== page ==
What’s inside this article: It’s important to note that fireproofing standards in the coating industry are there as a safety precaution. Here’s how you can apply them to coating inspections.
Structural steel melts at approximately 2,500°F.
“Consider that the material deforms and loses strength when exposed to high temperatures. Building codes require fireproofing protection for structural steel as a safety precaution.”
New York Engineers
In the coatings industry, fireproofing standards require the use of fireproofing protection on structural steel, supporting piping and pressure valves as a safety precaution and for the building to be up to code in order to pass an inspection. You’ll often see something called spray-applied fire-resistive material which is applied to provide heat resistance up to a certain temperature.
For buildings to meet code on fire resistance, they must contain reinforced concrete or steel that has been protected and can withstand temperatures of up to 1,000°C. The layer of fireproofing protection reduces the time that it takes for the steel to collapse, which aides in preventing catastrophic damage. This is also added to ensure that in case of a fire, the proofed surfaces allow more time for the fire to be extinguished.
HERE ARE THE MOST COMMON TYPES OF FIREPROOFING STANDARDS AND METHODS IN THE CORROSION INDUSTRY
Structural steel can be protected in several ways:
1.Faced with Brick or Concrete – however, these materials tend to add a lot of weight to the structure and it must be at least 2.5 inches thick for it to be effective. Most structures that fireproof this way tend to use lightweight materials, such as vermiculite mixed with plaster, concrete, and mineral fiber.
2. Intumescent Coatings – intumescent paint, or intumescent coatings, provide fire resistance to steel and will expand up to 100 times its original thickness, providing a barrier between the steel and the fire. It’s applied like paint and often used in situations where the steel is displayed to the public, as it is a visually appealing solution.
3. Flexible Blanket Systems – are practical and provides a reliable barrier to help ensure that the fire doesn’t spread to structural members.
4. Rigid Board Fireproofing – use boards that are moisture-resistant and provide fireproofing, thermal insulation, and acoustic control. They can be applied and installed at the same time as steel decks and beams.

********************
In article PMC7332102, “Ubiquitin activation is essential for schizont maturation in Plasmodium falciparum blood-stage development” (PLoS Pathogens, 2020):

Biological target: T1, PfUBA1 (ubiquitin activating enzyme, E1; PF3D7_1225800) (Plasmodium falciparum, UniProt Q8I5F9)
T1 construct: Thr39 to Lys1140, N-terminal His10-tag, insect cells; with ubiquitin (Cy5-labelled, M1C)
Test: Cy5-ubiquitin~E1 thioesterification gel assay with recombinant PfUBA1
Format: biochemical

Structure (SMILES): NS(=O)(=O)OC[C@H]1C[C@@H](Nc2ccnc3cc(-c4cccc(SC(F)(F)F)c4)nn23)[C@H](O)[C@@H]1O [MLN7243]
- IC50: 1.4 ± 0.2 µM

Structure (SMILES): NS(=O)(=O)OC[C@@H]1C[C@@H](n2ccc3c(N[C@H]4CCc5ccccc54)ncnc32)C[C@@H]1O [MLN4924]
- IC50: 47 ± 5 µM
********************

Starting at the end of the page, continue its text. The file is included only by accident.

But there is a common misconception when it comes to fireproofing standards within the coatings industry. We see it all the time, corrosion vs. fireproofing and the assumption that fireproofing IS in fact corrosion protection.
Fireproofing is designed to protect the steel or substrate in the event of a fire, which is based on a rating of time that is equal to the thickness of the coating. Corrosion protection is an entirely different thing.
When we’re building malls, high schools etc., in structural steel we get our fireproofing standards that can range from 20mils (microns) to potentially up to 500 mils. This gives the steel anywhere from 20 minutes to 4 hours of protection in the case of a fire before the flames are hot enough to damage the steel, causing the building to collapse.
Fireproofing is based on safety.
Safety of the structure and safety for the people inside to allow them to get out before the building collapses. So, when we’re thinking of fireproofing, we have to adjust our mindset to change from corrosion protection to human safety.
This also comes to fireproofing at the construction site vs. fireproofing beforehand.
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Why it’s Important to Avoid Fireproofing at the Construction Site
Fireproofing at the construction site will not only delay the project but it can be hazardous to employees, especially when dealing with paints and sprayed fire-resistant materials.
- These materials contain dangerous chemicals and should only be applied by a professional
- You can expect project delays from on-site fireproofing due to blocked areas, navigation of job site and additional supervision
No, you cannot just get a letter from the manufacturer!
There can be no deviations when it comes to fireproofing the thickness of the intumescent fire coating. Each job inspection and job are designed to meet the standards set by an engineer or architect, who develop plans based on the UAL and safety codes. These plans map out a specific coating thickness that allows for a certain timeframe before structural collapse. It’s important to work within the job specifications at all time.
Bottom line is that fireproofing is an important feature of a construction job and is designed for building and human safety. It is something that we always add to our protection plans and work closely with engineers, architects and the safety codes applied to make sure each business we work with is protected for any circumstance that might arise.
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